Appliances are built to perform. They work hard, year after year, usually without too many problems. They're easy to take for granted. The result is that when an appliance breaks down, you may be completely at a loss -- you don't know how it works, you have no idea why it stopped working, and you certainly don't know how to fix it.

What can you do? You can pay a professional to fix it, or you can fix it yourself and save money. This article will provide you with all the information you need to know to pull your major appliances apart and then put them back together in working order. But before you attack the refrigerator with a screwdriver, let's get some background information on major appliances.

Most appliances operate on your home's electrical system: They use AC current from the circuit wiring in your home. Small appliances work on 110-120-volt circuits, and the plugs on their cords have two blades. Large or major appliances, such as air conditioners, dryers, and ranges, usually require 220-240-volt wiring and cannot be operated on 110-120-volt circuits. Large appliances are wired with a grounding wire; their plugs have two blades and a prong. This type of appliance must be plugged into a grounded outlet -- one with openings to accept both blades and grounding prong -- or grounded with a special adapter plug. All appliances are labeled -- either on a metal plate or on the appliance casing -- with their power requirements in watts and volts, and sometimes in amps.

Small appliances are usually fairly simple machines. They may consist of a simple heating element, a fan, a set of blades, or rotating beaters attached to a drive shaft; or they may have two or three simple mechanical linkages. Repairs to these appliances are usually correspondingly simple. Large appliances are more complex -- one major appliance, such as a washing machine, may have a motor, a timer, and a pump, as well as various valves, switches, and solenoids. With this type of appliance, problems can occur in either the control devices or the mechanical/power components. Failure of a control device may affect one operation or the entire appliance; failure of a mechanical/power device usually affects only the functions that depend on that device. When a major appliance breaks down, knowing how to diagnose the problem is as important as knowing how to fix it.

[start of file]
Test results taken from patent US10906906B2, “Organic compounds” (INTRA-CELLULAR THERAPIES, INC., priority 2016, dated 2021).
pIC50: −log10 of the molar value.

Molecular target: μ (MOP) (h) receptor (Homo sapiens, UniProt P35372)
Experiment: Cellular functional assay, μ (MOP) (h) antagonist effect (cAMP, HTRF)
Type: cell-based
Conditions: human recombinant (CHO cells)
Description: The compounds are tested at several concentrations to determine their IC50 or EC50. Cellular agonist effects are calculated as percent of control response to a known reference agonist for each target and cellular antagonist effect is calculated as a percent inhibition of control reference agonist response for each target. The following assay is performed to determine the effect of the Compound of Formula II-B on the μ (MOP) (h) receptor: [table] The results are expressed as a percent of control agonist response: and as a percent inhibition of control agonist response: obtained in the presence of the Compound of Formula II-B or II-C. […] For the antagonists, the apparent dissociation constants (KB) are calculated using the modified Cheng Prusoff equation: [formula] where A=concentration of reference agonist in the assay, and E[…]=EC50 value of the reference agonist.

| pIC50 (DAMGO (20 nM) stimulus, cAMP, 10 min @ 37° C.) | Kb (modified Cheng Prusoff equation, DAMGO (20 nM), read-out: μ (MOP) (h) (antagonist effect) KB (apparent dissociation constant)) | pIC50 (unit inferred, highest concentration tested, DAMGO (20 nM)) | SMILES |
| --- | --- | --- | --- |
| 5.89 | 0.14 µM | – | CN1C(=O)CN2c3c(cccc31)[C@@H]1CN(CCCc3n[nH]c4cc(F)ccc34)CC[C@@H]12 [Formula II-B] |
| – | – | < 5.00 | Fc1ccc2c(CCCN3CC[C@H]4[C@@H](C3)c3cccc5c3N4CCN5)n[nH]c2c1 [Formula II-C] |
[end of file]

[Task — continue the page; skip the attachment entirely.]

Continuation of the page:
Because major appliances are so complex, it usually isn't obvious where a malfunction is. (Many newer appliances include electronic diagnostics that can be interpreted from the owner's manual.) The first step is to decide whether the problem is in a control device or a mechanical device. In a dryer, for example, the control devices govern the heat, and the mechanical components turn the drum. Which system is affected? If the drum turns, but the dryer doesn't heat, the problem is in the control system. If the dryer heats, but the drum doesn't turn, the problem is mechanical. This kind of analysis can be used to pinpoint the type of failure -- control system or mechanical system -- in all large appliances.

To find out exactly what the problem is, you must check each part of the affected system to find the malfunctioning part. This isn't as difficult as it sounds, because appliance components work together in a logical sequence. Starting with the simplest possibilities, you can test the components one by one to isolate the cause of the failure.

Repairing Major Appliances